The ocean is always moving and this mass movement of water is referred to as a current. Some might think of a current as a river within the ocean. Solar heating, winds, gravity, and the Coriolis Effect influence Ocean currents. Within the ocean, there are surface currents, deep water currents, upwellings, and density currents.
Surface currents move water horizontally. Surface currents are powered by the wind creating large circular patterns. The winds that drive the surface currents are the Westerlies and the Trade Winds. The Westerlies blow west to east (40-50o latitudes). The Trade Winds blow east to west (20o latitudes). Surface currents only move the surface water, which is only a few hundred meters of the seawater. The lower layers of the water move slower due to the friction between each layer of water. The Gulf Stream is an example of a surface current that is used by ships to quickly travel over the oceans.
Deep water currents move 90% of the ocean water. Deep ocean currents are driven by density and temperature. These currents flow under the surface of the ocean, and are hidden from immediate detection. These are currently being researched by floating devices, which maintain their depth according to slightly differing densities of waters.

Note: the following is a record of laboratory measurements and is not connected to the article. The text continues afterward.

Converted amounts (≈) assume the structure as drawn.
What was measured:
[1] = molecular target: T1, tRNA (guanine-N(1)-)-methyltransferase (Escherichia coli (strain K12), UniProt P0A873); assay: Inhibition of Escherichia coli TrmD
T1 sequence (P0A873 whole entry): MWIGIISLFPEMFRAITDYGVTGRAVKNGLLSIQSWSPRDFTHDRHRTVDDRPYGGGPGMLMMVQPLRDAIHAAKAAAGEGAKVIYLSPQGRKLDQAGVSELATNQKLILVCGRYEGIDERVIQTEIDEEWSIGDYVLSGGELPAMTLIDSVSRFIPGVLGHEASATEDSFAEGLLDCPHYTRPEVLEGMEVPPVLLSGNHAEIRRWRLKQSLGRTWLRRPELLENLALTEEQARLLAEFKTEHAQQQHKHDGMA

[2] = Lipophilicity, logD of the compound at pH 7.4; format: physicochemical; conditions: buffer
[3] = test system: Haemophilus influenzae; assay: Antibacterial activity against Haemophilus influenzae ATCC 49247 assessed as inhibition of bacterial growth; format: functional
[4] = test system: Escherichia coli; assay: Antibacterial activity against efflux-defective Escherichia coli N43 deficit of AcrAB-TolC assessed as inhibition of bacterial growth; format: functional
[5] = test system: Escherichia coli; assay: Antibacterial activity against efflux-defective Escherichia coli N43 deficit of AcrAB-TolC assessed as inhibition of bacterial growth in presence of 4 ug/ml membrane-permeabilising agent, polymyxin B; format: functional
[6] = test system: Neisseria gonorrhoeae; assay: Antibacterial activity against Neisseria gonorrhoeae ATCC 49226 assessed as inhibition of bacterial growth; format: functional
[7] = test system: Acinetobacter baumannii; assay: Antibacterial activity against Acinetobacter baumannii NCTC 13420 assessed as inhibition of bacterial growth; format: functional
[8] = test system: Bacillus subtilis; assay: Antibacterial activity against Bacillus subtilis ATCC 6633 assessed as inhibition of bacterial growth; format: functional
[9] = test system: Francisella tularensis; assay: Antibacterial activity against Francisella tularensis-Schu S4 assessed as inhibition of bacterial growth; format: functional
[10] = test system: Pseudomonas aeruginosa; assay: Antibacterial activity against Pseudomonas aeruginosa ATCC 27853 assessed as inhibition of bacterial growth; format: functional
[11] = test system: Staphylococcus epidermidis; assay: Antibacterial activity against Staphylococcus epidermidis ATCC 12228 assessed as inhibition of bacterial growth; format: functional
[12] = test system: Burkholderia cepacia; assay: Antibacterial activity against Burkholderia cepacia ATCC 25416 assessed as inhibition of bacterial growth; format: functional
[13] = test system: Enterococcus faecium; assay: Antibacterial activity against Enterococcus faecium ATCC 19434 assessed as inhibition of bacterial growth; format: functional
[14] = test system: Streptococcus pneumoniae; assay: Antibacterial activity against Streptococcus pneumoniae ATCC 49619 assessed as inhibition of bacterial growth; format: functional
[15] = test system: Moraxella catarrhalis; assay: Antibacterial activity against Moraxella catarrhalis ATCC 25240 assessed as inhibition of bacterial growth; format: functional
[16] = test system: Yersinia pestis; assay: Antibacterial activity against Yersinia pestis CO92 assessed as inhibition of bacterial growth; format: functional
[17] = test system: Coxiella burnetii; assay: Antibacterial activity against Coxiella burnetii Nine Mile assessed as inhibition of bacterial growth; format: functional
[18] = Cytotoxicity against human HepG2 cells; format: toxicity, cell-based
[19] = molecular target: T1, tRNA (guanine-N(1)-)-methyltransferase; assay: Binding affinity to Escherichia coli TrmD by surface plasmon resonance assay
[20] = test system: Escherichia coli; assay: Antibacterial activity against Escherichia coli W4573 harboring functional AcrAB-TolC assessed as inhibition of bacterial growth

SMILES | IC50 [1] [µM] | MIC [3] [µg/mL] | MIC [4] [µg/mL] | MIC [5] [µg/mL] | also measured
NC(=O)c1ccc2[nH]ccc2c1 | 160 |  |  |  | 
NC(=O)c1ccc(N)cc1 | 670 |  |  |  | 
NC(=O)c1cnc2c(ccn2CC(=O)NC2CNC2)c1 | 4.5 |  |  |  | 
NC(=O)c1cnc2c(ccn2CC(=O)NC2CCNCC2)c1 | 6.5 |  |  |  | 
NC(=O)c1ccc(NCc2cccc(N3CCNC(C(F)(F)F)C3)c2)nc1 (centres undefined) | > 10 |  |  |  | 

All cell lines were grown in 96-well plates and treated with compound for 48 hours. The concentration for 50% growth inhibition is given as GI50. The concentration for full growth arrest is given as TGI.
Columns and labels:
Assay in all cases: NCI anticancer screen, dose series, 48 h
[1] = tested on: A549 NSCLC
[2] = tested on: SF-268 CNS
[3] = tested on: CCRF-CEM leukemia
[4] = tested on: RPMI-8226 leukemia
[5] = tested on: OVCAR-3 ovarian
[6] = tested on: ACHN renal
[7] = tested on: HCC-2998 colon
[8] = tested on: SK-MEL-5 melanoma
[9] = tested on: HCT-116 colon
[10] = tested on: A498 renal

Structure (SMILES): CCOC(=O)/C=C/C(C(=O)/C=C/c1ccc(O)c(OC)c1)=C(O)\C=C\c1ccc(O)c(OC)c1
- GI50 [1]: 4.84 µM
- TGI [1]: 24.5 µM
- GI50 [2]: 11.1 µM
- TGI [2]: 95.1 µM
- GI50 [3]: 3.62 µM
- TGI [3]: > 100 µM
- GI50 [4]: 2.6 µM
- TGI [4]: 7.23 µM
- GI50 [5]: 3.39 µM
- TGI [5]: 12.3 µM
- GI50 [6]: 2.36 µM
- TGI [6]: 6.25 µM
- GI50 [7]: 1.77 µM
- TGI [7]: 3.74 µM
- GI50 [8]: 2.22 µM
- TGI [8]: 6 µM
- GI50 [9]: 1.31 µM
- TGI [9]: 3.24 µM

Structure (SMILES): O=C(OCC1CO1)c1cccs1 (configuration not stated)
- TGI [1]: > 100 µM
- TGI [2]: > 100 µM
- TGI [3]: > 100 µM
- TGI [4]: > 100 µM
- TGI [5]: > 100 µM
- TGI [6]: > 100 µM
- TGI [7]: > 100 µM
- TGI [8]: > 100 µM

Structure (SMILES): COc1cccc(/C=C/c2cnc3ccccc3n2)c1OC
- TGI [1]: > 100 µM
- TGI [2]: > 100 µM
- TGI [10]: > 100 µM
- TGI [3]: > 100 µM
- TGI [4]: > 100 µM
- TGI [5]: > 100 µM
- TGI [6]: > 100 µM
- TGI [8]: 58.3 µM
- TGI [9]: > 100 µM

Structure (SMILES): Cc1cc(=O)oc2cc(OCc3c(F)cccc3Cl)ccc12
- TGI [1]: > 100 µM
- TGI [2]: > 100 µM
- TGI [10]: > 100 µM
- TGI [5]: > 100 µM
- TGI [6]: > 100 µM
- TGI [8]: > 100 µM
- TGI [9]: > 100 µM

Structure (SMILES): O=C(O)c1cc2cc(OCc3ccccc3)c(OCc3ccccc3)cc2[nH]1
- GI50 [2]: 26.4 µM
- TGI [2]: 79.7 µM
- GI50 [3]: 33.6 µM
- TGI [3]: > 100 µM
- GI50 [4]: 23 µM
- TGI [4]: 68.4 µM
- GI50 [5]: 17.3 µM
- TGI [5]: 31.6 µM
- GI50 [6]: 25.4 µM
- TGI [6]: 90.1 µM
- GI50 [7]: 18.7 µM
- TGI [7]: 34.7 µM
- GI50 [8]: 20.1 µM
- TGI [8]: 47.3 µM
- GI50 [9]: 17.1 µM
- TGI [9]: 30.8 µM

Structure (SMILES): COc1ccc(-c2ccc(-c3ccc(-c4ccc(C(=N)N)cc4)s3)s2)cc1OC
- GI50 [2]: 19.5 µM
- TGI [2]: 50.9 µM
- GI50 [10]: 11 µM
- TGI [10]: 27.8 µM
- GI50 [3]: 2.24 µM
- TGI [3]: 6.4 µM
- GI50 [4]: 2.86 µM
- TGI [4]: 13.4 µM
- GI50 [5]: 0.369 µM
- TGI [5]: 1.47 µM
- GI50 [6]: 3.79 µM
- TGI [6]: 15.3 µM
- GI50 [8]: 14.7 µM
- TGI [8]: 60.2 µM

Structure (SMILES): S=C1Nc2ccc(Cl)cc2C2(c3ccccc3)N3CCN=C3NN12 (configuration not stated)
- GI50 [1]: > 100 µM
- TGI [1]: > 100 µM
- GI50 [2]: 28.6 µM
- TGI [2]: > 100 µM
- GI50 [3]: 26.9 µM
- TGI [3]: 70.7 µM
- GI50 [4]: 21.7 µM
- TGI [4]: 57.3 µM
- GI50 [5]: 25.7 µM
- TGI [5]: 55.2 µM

Upwelling and downwelling areas in the oceans are areas where the water moves vertically. Upwelling is the movement of deep cold water to the surface of the ocean. The movement of this water brings up high concentrations of nutrients from organisms from deep water and allows fish to flourish. Along the coast of Oregon, Washington and Peru, upwellings bring fish to make for good fishing areas.
Density currents occur deep in the ocean between different masses of seawater. When dense seawater sinks, the less dense seawater mixes. Density currents occur when dense sea water sinks under less dense sea water, mixing surface water further into the ocean.